The influence of temperature and oxygen level on the respiration and ripening of Wickson plums
AuthorsL. L. Claypool
Authors AffiliationsL. L. Claypool was Associate Professor of Pomology and Associate Pomologist in the Experiment Station, Davis; F.W. Allen was Professor of Pomology and Pomologist in the Experiment Station, Davis.
Hilgardia 21(6):129-160. DOI:10.3733/hilg.v21n06p129. November 1951.
This paper presents some recent studies on the influence of atmospheres, modified as to their oxygen level and temperature, on the storage life of Wickson plums. Nine temperatures (32°-95° F) were used at each of ten oxygen levels (1-100 per cent).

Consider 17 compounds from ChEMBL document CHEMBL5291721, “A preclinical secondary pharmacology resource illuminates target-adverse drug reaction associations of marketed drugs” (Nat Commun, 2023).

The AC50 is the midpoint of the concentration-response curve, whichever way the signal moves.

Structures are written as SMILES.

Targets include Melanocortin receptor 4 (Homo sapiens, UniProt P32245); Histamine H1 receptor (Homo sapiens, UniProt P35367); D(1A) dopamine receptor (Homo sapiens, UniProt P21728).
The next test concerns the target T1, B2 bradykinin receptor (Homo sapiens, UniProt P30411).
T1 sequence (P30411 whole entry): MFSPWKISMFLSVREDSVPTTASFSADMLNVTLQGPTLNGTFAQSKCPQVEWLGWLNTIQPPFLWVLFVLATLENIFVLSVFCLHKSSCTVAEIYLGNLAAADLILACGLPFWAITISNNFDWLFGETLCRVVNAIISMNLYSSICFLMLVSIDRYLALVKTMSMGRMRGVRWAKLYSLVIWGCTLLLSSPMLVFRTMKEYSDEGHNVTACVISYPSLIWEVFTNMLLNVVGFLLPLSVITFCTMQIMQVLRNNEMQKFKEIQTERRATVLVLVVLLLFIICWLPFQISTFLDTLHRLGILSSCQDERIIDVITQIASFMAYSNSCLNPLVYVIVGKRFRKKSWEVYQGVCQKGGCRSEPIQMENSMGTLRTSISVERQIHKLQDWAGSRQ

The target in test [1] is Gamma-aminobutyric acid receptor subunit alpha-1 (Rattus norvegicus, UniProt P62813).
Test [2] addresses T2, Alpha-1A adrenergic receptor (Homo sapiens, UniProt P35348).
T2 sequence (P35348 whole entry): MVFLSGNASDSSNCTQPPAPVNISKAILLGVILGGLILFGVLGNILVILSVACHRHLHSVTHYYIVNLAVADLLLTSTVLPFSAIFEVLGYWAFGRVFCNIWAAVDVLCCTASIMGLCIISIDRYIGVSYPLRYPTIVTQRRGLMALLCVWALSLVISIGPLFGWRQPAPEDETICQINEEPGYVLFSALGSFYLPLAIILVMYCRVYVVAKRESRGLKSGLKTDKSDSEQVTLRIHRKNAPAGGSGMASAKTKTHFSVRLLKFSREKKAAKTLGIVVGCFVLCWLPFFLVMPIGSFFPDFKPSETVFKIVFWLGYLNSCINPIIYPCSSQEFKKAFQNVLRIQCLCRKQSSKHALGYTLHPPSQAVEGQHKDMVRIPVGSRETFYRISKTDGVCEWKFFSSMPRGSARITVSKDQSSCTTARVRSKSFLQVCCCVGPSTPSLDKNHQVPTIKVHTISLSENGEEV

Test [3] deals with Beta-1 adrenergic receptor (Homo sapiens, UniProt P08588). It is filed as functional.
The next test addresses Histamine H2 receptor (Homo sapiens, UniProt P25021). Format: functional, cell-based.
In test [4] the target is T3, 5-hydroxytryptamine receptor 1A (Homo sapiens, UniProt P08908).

The results show that fruits reached respiration and ripening peaks fastest at 77° in the temperature series, although initial CO2 production increased with temperature to the 95° level. In the oxygen series, the rate of acceleration was roughly proportional to the oxygen tension. Respiration and ripening were increasingly delayed in the lower oxygen levels and at reduced temperatures.
At increasing temperatures, fruits in the lowest oxygen levels began to produce as much or more CO2 as fruits in next highest oxygen levels; at 77° the 10 per cent oxygen lot was surpassed by the three lower oxygen lots in reverse order. This is attributed to anaerobic respiration not balanced by the aerobic phases.
Ripening failures and loss of vitality of all oxygen lots at 86° and 95° are thought to have resulted from disturbances of the enzyme systems under high temperature.
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